Next, to extend the depth of a trench study (which extends the historical period available for study), geologists utilize a new device called Geoslicer, invented by Takashi Nakat of Hiroshima University. This device can reveal faulting in the deeper, water-saturated sediments found below the water table, where geologists cannot safely trench.

On Tuesday October 2, 2001 Japanese scientists from the Geological Survey of Japan and Hiroshima University and American scientists from the U. S. Geological Survey removed a peel from one of the walls of a trench excavated the previous week. Using a rubberized epoxy compound, scientists eeled and removed the south face of the trench at Tule Pond. A series of photos take you through this peel process at the Tule Pond site.

Taking a peel of the trench

Taking a peel of the trench at Tule Pond (Tyson Lagoon), Hayward fault, Fremont, CA. (Credit: Jennifer Adleman, USGS. Public domain.)

Finally, on Wednesday, October 3, at the same location, the Japanese and American scientists demonstrated the Geoslicer, a large, crane-operated device designed and built in Japan. The Geoslicer can cut an additional section 12 feet deep (relative to the bottom of the10-foot-deep trench) into the geologic deposits, and bring it, intact, to the surface for study. The Geoslicer allows the geologists to sample below the water table. By extending the depth, the Geoslicer extends the length of the earthquake history available for study. A series of photos takes you through the work done with theGeoslicer at the Tule Pond site.

The Geoslicer travels across the country

The Japanese team next brought the Geoslicer to the New Madrid seismic zone. In conjunction with the USGS, seven samples from a liquefaction site near Blytheville, Arkansas were pulled out on October 22nd.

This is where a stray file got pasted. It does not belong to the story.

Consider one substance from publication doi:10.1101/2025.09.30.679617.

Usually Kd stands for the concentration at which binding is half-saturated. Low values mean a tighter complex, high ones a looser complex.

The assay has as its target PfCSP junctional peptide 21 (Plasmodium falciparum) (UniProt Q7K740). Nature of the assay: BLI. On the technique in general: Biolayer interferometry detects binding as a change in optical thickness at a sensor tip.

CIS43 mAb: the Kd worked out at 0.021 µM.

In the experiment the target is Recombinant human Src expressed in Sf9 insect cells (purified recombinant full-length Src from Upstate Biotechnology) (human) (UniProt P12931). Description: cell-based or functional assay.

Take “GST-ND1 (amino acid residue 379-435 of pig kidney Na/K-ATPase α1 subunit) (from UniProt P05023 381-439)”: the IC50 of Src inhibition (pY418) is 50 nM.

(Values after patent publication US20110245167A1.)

Tule Pond Paleoseismology Photo Gallery, September - October 2001

Digging a paleoseismic trench at Tule Pond on the Hayward fault

September 28, 2001

On September 28, 2001, paleoseismologists from the U.S. Geological Survey opened a trench on the southern Hayward fault at a site called Tule Pond, also known as Tyson's Lagoon, just south of the Fremont BART (Bay Area Rapid Transit) station in Fremont, California.

Taking a peel from the wall of the trench

October 2, 2001

On Tuesday October 2, 2001 Japanese scientists from the Geological Survey of Japan and Hiroshima University, along with USGS scientists, generated a peel of the southern trench wall at Tule Pond. By using a rubberized epoxy material, scientists removed a section of the south wall of the trench.

Using the Geoslicer

October 3, 2001

Then, on Wednesday, October 3, again at the Tule Pond location, Japanese and American scientists demonstrated the Geoslicer, a large, crane-operated device. The Geoslicer was placed in the bottom of the existing 10-foot-deep trench, where it cut an additional 12-foot-deep section of geologic deposits, and brought it, intact, to the surface for examination by the scientists.